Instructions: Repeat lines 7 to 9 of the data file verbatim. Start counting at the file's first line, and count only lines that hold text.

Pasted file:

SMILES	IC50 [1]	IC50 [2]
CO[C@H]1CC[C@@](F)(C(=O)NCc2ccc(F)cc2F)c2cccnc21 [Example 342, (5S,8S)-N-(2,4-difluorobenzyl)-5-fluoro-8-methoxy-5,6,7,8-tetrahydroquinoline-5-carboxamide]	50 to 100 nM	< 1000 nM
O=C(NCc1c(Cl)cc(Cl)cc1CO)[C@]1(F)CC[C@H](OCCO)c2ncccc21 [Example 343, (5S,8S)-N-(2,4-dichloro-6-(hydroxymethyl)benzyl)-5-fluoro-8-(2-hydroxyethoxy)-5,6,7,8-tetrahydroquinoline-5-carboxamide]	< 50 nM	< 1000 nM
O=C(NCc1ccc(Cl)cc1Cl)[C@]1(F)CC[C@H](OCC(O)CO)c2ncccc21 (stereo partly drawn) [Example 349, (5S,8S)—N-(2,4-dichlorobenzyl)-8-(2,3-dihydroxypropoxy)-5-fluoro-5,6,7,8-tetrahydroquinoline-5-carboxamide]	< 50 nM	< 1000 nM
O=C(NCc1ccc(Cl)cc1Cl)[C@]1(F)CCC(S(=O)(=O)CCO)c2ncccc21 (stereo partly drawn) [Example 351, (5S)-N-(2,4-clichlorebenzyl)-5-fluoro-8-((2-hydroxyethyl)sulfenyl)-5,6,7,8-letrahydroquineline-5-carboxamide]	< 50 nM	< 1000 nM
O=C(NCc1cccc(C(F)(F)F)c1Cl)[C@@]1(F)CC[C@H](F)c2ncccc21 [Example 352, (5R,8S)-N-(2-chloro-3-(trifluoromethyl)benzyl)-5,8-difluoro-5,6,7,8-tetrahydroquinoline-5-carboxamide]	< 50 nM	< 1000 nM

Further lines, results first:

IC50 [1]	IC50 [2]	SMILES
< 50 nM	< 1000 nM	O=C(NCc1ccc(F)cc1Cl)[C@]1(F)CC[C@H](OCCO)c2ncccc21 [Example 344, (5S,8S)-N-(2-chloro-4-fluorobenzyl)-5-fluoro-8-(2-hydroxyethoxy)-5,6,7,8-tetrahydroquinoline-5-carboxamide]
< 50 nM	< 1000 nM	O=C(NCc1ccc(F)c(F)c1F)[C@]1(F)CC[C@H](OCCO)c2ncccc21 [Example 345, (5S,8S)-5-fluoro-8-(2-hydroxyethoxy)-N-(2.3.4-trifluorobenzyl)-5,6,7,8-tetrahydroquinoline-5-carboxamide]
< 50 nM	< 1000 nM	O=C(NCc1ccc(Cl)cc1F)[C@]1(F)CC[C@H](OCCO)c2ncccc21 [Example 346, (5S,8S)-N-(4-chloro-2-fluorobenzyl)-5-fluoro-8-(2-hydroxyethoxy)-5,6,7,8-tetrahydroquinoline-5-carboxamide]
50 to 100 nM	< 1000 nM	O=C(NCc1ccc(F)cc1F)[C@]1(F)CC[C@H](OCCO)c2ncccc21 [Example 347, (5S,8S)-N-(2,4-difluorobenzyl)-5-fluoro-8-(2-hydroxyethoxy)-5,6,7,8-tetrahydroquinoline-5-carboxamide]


Further lines, results first:

IC50 [1]	IC50 [2]	SMILES
< 50 nM	< 1000 nM	O=C(NCc1ccc(F)cc1Cl)[C@]1(F)CC[C@H](OCCO)c2ncccc21 [Example 344, (5S,8S)-N-(2-chloro-4-fluorobenzyl)-5-fluoro-8-(2-hydroxyethoxy)-5,6,7,8-tetrahydroquinoline-5-carboxamide]